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I am a full professor in the School of Early Childhood Studies at Ryerson University, and a former Fulbright scholar. A number of prestigious awards have marked my career, including the Lifetime Achievement Award from the OISE/George Brown Summer Institute on Early Childhood Development and the Ryerson University Research Award.  As an advisory member, I have served on the Early Learning and Care Expert Panel for the Ontario Ministry of Children and Youth Services, Strategic Initiatives Branch. Myself a Latin American immigrant to Canada, I experienced firsthand the challenges of students and their families and have devoted a lifetime to finding pedagogies that demystify the educational system and empower families and teachers to build on students’ potential.

Currently, I am an affiliate of CERIS, the Ontario Metropolis Centre, a network of researchers, policymakers and practitioners working in the field of immigration and settlement, a fellow at the Centre for Research on Latin American and Refugee Studies at York University, and an affiliate of the Ryerson Centre on Immigration and Settlement.

My PhD in Education (University of Toronto) focused on the challenges of educating young girls in technology as well as issues of measurement and assessment of children in culturally and linguistically diverse settings.

In my professional work at Ryerson University, I helped develop its programs including founding and directing the M.A. program in Early Childhood Studies focusing on diversity, home language maintenance, bilingual and bicultural issues.  My teaching experience comprises a number of courses in the program.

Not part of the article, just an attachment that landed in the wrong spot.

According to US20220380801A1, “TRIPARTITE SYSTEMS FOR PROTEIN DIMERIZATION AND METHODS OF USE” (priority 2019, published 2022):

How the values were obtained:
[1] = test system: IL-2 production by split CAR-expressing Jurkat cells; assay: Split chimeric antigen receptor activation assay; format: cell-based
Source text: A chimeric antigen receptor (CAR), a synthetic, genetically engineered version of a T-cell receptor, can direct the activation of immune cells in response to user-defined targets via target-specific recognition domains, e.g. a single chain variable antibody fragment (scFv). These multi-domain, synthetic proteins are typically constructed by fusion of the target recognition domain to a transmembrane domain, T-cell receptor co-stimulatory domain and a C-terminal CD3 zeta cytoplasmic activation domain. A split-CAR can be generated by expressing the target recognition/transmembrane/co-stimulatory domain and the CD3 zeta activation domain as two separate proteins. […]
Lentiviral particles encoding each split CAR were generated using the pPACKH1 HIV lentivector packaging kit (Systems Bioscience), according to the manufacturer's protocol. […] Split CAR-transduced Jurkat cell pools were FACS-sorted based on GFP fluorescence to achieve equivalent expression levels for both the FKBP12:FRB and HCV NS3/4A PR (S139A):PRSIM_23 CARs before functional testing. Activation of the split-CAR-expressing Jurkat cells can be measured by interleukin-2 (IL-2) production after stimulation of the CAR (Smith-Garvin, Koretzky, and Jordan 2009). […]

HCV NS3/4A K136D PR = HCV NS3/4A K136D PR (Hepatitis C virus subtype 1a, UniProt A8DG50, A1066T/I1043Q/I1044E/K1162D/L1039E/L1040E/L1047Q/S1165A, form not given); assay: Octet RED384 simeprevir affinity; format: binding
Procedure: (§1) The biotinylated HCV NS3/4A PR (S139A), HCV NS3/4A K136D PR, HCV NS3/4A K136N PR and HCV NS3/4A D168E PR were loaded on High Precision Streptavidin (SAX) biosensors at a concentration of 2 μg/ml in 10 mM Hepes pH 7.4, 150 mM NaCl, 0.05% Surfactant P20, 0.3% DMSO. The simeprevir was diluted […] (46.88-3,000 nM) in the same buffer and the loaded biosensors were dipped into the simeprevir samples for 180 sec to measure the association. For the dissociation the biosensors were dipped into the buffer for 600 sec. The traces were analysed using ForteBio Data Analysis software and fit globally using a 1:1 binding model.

During these years, a highlight was my being awarded a Fulbright Scholarship at Florida Atlantic University in a program specializing in teacher training and the adaptation issues of Latino students.  For more on Research-based Teacher Education for Multicultural Contexts please see…, external link

To read other outputs from this project please see…Honouring Diversity in Early Childhood Education …

And for Institutionalized Disadvantage in Education please see…

To read about Teaching Human Development with a Cultural Contextual Perspective please see…

In the same period, there were invitations to speak from institutions in a dozen countries around the world including Cuba, Chile, The Netherlands, Aruba, United States and England. My published work includes a number of peer reviewed articles; books include Stand Together or Fall Apart: Professionals Working with Immigrant Families (Fernwood Publishing, 2012), intended for students and professionals working with immigrant families.

Please see book details at…, external link

For health reasons, I suspended teaching and academic responsibilities at Ryerson from 2011 to the present. More recently, I continue to be affiliated with two MA programs at Ryerson University (Immigration and Settlement Studies, and Early Childhood Studies).

  • Issues of cultural diversity in human development
  • Methods of ethnographic study with immigrant communities
  • Schooling for disadvantaged groups
  • Refugee educational assessment and welfare
  • Intersectionality in experiences of minorities--race, aboriginal status, class and gender
  • Assessment of childcare centres: Program design for home-language maintenance